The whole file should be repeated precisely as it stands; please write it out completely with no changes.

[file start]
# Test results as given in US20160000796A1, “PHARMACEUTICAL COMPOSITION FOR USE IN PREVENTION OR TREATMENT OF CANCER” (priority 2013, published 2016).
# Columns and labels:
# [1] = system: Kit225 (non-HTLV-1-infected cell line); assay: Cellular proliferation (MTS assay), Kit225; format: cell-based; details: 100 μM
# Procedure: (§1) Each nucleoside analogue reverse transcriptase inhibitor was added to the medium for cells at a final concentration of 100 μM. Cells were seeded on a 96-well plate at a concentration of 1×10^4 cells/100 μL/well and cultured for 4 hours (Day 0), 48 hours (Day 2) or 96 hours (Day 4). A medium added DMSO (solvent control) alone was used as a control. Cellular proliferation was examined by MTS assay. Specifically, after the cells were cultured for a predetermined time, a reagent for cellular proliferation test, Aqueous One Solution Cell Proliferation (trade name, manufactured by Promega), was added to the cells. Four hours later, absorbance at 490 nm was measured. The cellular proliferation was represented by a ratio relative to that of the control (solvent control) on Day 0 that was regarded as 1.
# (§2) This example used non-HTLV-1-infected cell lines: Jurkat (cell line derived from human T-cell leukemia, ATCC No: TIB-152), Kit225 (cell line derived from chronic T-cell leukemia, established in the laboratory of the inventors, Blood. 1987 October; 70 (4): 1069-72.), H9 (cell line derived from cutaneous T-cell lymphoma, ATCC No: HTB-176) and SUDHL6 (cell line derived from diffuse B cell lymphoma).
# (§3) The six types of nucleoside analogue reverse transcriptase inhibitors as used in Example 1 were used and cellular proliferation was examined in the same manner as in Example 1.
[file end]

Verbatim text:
# Test results as given in US20160000796A1, “PHARMACEUTICAL COMPOSITION FOR USE IN PREVENTION OR TREATMENT OF CANCER” (priority 2013, published 2016).
# Columns and labels:
# [1] = system: Kit225 (non-HTLV-1-infected cell line); assay: Cellular proliferation (MTS assay), Kit225; format: cell-based; details: 100 μM
# Procedure: (§1) Each nucleoside analogue reverse transcriptase inhibitor was added to the medium for cells at a final concentration of 100 μM. Cells were seeded on a 96-well plate at a concentration of 1×10^4 cells/100 μL/well and cultured for 4 hours (Day 0), 48 hours (Day 2) or 96 hours (Day 4). A medium added DMSO (solvent control) alone was used as a control. Cellular proliferation was examined by MTS assay. Specifically, after the cells were cultured for a predetermined time, a reagent for cellular proliferation test, Aqueous One Solution Cell Proliferation (trade name, manufactured by Promega), was added to the cells. Four hours later, absorbance at 490 nm was measured. The cellular proliferation was represented by a ratio relative to that of the control (solvent control) on Day 0 that was regarded as 1.
# (§2) This example used non-HTLV-1-infected cell lines: Jurkat (cell line derived from human T-cell leukemia, ATCC No: TIB-152), Kit225 (cell line derived from chronic T-cell leukemia, established in the laboratory of the inventors, Blood. 1987 October; 70 (4): 1069-72.), H9 (cell line derived from cutaneous T-cell lymphoma, ATCC No: HTB-176) and SUDHL6 (cell line derived from diffuse B cell lymphoma).
# (§3) The six types of nucleoside analogue reverse transcriptase inhibitors as used in Example 1 were used and cellular proliferation was examined in the same manner as in Example 1.